On Saturday, June 14, the Japanese shocked the world when spectators voluntarily cleaned up an entire stadium after their team lost in a World Cup soccer match against Argentina. Regardless of who littered, the Japanese spectators picked up cans, tissues, even pieces of confetti and deposited the trash in the dustbins on their way out. This astonishing act wasn’t some group act of protest or a statement of some kind. The Japanese were just cleaning up after themselves, which, apparently, comes naturally to them and is a big part of their culture. We dug a little bit more, curious to understand how an entire country’s people practise “cleaning up.”
Japan recycles 77% of its waste as a nation
Japan has long been a world leader when it comes to recycling. Since 1997, when consumers and businesses were obliged to segregate plastic wast for the first time, the country has passed several laws to ensure safe disposal of plastic waste. According to the Plastic Waste Management Institute, at 77%, Japan’s recycling rate is almost twice that of UK and way beyond when compared to the 20% figure of USA. Plastic items such as PET bottles and food wrappers are collected from residential areas for free and are marked clearly to be treated separately as plastic waste.
Japan is an astonishingly clean country. In Tokyo for instance, public toilets, the streets, parks, lakes, and all public places in general are almost completely litter-free. Here are a few clues on how it works:
1. Much fewer dustbins
Weird as it may sound, the country has made it a habit to keep “lesser” number of dustbins in public spaces. The government doesn’t spend millions on billboards and notices threatening people to use dustbins or in employing cleaners to keep the streets clean. Everybody just follows a simple policy – Do not throw your trash on the floor.
Common road signs in Japan tell people to carry their own garbage and take it home. To reinforce this, a lot of public areas in Japanese cities don’t have dustbins at all and this actually works. Instead of making the world their dustbin, people just prefer to carry it with them and throw it in the dustbin when they’re home.
2. In areas where there are dustbins, they go crazy!
You won’t see one dustbin anywhere, you’ll see a dozen! While most of us struggle to segregate waste into 2 categories,namely wet and dry waste, the Japanese sort their garbage in categories ranging from 10 to 44, as in the town of Kamikatsu. Kamikatsu aims to become Japan’s first zero-waste community by 2020. Seen below is a typical ‘recycle bins area’ in Japan which features a plethora of categories ranging from plastic, paper, glass, and even bottle-tops.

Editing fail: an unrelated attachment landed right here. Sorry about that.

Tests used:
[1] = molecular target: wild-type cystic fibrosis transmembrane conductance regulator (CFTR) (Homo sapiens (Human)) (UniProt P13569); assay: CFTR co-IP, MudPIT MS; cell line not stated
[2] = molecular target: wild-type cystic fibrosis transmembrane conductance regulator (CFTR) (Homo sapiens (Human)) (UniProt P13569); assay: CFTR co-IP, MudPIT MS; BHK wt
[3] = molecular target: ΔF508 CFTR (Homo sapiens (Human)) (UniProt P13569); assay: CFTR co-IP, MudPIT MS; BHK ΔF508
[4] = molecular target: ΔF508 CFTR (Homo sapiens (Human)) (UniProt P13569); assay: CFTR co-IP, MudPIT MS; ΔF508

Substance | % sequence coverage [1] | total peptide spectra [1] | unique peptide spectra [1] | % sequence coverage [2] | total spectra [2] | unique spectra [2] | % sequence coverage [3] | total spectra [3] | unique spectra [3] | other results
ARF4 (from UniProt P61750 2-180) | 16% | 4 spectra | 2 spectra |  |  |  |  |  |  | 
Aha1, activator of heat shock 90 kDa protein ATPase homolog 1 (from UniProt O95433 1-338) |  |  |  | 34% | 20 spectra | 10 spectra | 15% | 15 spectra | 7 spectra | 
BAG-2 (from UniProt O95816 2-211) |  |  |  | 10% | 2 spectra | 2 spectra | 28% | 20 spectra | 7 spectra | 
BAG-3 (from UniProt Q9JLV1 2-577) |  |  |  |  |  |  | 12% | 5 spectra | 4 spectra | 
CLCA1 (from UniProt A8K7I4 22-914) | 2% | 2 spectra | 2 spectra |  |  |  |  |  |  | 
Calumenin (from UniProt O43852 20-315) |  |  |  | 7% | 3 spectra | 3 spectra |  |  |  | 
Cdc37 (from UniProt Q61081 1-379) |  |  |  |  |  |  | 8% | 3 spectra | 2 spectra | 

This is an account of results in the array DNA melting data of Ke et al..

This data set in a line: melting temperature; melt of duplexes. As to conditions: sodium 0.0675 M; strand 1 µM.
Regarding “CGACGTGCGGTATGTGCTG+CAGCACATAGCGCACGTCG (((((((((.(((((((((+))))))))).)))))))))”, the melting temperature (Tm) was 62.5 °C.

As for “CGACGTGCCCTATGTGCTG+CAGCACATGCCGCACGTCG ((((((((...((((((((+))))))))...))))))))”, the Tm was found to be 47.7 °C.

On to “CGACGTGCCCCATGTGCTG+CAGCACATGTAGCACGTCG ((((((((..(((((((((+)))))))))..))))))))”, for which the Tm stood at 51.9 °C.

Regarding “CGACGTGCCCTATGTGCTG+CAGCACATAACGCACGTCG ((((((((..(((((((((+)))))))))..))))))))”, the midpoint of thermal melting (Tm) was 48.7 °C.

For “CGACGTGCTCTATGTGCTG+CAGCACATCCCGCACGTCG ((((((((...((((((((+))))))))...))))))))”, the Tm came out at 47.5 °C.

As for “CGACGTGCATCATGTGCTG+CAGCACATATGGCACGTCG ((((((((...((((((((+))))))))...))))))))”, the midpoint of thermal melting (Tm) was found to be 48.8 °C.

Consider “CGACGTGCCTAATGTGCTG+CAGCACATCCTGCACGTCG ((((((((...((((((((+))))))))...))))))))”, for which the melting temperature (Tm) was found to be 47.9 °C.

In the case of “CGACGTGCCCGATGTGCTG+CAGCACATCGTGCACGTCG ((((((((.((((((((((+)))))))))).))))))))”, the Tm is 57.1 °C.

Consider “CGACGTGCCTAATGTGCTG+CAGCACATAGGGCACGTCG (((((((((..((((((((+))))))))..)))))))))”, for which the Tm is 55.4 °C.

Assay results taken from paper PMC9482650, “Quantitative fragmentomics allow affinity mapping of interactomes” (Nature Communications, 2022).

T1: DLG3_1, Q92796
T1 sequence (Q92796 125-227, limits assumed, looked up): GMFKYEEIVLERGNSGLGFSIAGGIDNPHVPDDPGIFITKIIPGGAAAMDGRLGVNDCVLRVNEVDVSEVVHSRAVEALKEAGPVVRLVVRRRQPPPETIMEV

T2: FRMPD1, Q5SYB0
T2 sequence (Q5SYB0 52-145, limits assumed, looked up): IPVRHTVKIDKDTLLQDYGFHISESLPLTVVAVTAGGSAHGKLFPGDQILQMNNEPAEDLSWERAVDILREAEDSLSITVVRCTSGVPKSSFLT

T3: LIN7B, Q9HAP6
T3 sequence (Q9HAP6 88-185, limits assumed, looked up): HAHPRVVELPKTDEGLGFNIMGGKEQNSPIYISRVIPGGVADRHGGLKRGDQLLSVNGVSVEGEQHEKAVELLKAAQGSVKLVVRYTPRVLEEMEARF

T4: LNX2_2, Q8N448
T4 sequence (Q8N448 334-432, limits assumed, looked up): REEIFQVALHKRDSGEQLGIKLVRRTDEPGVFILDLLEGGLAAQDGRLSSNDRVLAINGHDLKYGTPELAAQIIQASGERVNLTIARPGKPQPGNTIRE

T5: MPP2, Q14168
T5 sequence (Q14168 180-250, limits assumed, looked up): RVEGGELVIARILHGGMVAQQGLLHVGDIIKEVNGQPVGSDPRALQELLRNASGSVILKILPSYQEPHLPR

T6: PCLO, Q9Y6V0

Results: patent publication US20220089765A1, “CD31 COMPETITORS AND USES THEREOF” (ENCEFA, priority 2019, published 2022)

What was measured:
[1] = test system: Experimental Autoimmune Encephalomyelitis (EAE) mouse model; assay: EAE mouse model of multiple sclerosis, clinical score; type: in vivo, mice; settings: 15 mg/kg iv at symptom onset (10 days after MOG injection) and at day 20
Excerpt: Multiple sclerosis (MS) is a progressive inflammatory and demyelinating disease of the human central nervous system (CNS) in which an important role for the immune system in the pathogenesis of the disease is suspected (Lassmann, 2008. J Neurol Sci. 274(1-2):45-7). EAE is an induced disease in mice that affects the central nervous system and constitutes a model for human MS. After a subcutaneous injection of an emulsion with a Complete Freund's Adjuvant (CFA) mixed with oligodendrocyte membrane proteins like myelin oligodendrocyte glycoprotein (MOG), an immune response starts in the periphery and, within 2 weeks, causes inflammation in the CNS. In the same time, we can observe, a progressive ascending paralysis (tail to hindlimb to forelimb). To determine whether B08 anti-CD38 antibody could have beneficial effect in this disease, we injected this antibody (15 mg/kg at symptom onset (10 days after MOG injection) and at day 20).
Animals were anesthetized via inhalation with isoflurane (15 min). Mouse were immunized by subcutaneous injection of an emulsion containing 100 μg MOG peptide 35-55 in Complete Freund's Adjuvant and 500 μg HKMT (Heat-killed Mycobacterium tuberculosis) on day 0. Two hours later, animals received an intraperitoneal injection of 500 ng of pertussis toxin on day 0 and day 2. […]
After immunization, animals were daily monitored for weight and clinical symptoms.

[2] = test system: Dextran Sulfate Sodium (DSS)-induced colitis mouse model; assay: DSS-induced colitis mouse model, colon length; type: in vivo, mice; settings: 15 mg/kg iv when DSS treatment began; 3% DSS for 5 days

Japan even has a set of its own recycling pictures for identifying different kind of wastes. Some of these are:
3. Use a designated bag and time if you want your trash removed
1. Combustible – Kitchen garbage, paper, wood, etc.
2. Non-Combustible – Glass, china, metals, etc.
3. Recyclable – Bottles, cans, PET bottles, newspaper, etc.
To dispose off trash, one is required to use trash bags designated by local authorities. The trash has to be taken to a designated pickup point on the morning of the scheduled collection day and will not be collected if the designated bag isn’t used.
4. ‘Never walk and eat’
Some traditional Japanese values and practices contribute their mite to the cleanliness craze. In Japan, it’s considered rude if you eat anything while walking around. Japan has the highest per-capita concentration of vending machines in the world. But the practice of ‘never walk and eat at the same time’ means that everyone just finishes their food from the vending machines while standing there, and then dispose off the wrapper in a recycling bin that almost always accompanies vending machines. Most people in Japan also carry a handkerchief around at all times to avoid using paper towels and tissue paper.
The Japanese are borderline neurotic about cleanliness and by default, they all follow a certain set of rules which dictate that they must always be dressed immaculately and keep clean. It would be a logistical nightmare to adopt the exact Japanese model of recycling in India, let alone teach people not to throw around their trash like it’s no one’s business. But if we all take a lesson from the World Cup incident and just learn to clean up after ourselves, it’s definitely a start.